Celebrating the Class of 2020

Graduation is now behind us, but this year’s commencement and the final semester of many students’ college careers will be remembered for years to come. The resilience and diligence of our students when faced with unprecedented challenges has been nothing short of inspirational. Without the ability to honor these graduates in a usual commencement ceremony, programs within the Department of Theatre and Dance utilized new and creative ways to celebrate their seniors, including everything from car parades to socially distant yard processionals and Zoom celebrations.

UTeach Theatre Graduation Celebration

UTeach Theatre hosted a virtual celebration for their seniors in which 97 friends, family, faculty and students gathered via Zoom to share cherished memories and words of inspiration, complete with a slideshow to commemorate their four years together as a cohort. A few days later, faculty member Sara Simons held a small socially distant front yard processional for the graduates, awarding them each a special mug to the tune of “Pomp and Circumstance.”  The video below includes slides from a slideshow created by Brian Nguyen and pictures from both events.


M.F.A in Playwriting and M.F.A. in Directing Car Parade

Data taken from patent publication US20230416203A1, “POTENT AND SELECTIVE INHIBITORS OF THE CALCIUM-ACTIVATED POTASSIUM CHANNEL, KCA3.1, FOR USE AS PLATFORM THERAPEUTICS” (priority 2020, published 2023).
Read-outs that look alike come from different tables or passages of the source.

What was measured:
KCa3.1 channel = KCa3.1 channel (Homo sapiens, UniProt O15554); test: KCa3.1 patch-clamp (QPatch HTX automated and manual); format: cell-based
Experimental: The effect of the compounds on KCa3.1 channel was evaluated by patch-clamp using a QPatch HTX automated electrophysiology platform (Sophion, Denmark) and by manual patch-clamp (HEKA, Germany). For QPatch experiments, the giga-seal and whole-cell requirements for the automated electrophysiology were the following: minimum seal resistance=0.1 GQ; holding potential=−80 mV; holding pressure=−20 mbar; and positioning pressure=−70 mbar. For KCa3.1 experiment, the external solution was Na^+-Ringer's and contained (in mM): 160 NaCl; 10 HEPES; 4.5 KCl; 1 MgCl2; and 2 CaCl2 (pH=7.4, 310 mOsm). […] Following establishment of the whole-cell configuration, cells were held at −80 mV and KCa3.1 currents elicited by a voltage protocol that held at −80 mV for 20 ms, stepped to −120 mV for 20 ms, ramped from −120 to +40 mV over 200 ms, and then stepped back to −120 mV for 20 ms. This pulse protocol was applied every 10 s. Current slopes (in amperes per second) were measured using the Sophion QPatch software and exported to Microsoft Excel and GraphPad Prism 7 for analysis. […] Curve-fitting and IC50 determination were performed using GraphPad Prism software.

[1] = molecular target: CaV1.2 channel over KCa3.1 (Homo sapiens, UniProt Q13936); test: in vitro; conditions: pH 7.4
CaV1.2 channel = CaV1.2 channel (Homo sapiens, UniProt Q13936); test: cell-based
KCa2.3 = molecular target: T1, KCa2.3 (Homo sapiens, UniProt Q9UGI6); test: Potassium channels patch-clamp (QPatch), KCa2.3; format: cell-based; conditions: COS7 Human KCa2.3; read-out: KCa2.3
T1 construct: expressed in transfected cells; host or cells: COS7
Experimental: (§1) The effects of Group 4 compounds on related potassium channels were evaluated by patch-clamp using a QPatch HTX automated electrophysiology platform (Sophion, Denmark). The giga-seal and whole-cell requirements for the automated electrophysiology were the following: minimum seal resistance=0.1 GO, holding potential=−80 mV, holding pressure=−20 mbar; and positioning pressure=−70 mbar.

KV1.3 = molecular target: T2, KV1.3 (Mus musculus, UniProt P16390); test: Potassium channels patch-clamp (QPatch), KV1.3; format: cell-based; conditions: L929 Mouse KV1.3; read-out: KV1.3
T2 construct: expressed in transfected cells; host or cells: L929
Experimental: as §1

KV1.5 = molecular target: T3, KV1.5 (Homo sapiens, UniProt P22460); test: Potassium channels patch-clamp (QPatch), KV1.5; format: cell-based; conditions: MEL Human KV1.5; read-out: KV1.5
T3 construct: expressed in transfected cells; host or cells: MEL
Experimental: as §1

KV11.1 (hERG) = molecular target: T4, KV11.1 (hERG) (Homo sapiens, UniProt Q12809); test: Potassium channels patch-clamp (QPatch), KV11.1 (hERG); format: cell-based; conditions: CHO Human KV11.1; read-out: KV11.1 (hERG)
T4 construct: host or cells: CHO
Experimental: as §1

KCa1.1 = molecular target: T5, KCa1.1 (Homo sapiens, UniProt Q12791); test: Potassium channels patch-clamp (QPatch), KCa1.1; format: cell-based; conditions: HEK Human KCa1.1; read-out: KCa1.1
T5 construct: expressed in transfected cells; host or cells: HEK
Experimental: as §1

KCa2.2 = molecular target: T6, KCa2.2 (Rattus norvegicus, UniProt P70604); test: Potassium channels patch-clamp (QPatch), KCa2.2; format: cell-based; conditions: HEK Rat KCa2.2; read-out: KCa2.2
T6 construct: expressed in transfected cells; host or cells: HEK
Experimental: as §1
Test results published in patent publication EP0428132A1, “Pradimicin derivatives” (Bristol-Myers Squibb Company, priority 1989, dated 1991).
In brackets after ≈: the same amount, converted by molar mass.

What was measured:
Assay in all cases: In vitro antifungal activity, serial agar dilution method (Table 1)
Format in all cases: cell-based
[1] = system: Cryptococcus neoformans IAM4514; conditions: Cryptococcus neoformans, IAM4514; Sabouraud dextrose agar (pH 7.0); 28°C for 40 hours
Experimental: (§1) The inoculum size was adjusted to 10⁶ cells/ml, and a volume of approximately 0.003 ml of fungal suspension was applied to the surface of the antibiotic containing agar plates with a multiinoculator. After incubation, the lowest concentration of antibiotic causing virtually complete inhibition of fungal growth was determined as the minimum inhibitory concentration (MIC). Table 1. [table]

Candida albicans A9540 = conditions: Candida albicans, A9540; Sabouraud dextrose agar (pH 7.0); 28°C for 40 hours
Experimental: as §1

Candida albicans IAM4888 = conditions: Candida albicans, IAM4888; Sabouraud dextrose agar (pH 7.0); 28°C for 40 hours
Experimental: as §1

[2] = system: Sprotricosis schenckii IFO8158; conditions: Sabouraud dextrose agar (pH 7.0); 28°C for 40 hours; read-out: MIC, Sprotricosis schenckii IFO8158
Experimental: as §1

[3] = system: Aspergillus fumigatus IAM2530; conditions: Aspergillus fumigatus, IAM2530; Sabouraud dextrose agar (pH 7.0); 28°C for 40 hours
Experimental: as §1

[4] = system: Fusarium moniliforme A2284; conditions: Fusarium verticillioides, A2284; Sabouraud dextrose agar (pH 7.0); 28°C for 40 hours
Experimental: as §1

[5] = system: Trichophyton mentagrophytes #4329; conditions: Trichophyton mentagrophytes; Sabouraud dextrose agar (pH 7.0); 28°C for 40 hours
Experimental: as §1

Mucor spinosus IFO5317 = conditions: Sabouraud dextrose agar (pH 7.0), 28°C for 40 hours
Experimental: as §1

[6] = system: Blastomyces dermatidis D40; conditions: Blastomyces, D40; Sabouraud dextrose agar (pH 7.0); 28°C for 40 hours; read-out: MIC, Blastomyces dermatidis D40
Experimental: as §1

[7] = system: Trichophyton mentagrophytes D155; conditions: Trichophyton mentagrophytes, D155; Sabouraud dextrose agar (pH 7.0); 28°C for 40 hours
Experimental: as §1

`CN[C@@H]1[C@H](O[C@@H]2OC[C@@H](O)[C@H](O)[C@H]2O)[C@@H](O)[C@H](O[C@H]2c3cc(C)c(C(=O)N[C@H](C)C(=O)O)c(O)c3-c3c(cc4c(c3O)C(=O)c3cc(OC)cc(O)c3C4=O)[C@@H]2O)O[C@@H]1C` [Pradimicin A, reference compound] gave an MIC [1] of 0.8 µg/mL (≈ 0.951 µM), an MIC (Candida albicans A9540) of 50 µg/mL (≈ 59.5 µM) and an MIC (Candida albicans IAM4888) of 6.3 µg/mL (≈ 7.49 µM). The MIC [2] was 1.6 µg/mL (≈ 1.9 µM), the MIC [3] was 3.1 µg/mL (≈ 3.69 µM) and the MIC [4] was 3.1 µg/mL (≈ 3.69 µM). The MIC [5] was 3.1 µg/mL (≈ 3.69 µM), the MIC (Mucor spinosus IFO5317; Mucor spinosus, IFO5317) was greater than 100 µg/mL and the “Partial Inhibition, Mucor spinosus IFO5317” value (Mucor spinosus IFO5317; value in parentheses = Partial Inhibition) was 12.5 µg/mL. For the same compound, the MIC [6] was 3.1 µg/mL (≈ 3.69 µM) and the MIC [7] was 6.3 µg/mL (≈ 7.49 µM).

Our M.F.A. in Playwriting and M.F.A. in Directing graduates replaced their missing graduation processional with a car parade. Faculty and members of their graduate cohort surprised the graduates, driving by their residences, car horns blaring, and inviting them to join in the procession of cars. Their destination was a parking lot, where the group shared congratulations and heartfelt memories of their time at UT — a small but meaningful celebration of their hard work and achievements.


Dance Area Senior Send Off

With their traditional Senior Send Off transferred to an online setting, the dance department found new ways to honor their graduating seniors. Each graduate was sent a small gift and a virtual card with the kind and encouraging words that friends and faculty would normally share in person. Fellow students put together a skit and slideshow to commemorate their time in the department, which the group watched together over Zoom. The slideshow, some of which is included below, was created by Bridget Caston.


Performance as Public Practice Celebrations

Students obtaining a degree in Performance as Public Practice gathered via Zoom for a virtual toast to their four graduates. Additionally, each graduate made their individual thesis or dissertation defenses “public” so that friends, family and colleagues could support them. Viewers join in celebrating when each of the graduates were commended by advisors for successful defenses. Faculty member Rebecca Rossen shared that, “Even though these celebrations happened via Zoom, they were still filled with emotion.”

A Zoom meeting with PPP students and faculty


Live Design Social Media Spotlights

To highlight their graduating seniors, UT Live Design created individual spotlights on their social media channel for each graduate. Posts included their headshots and a few images of their work. In addition, all seniors were featured in this year’s National Design Portfolio Review and virtual Live Design Showcase, which concluded with a private sendoff via Zoom.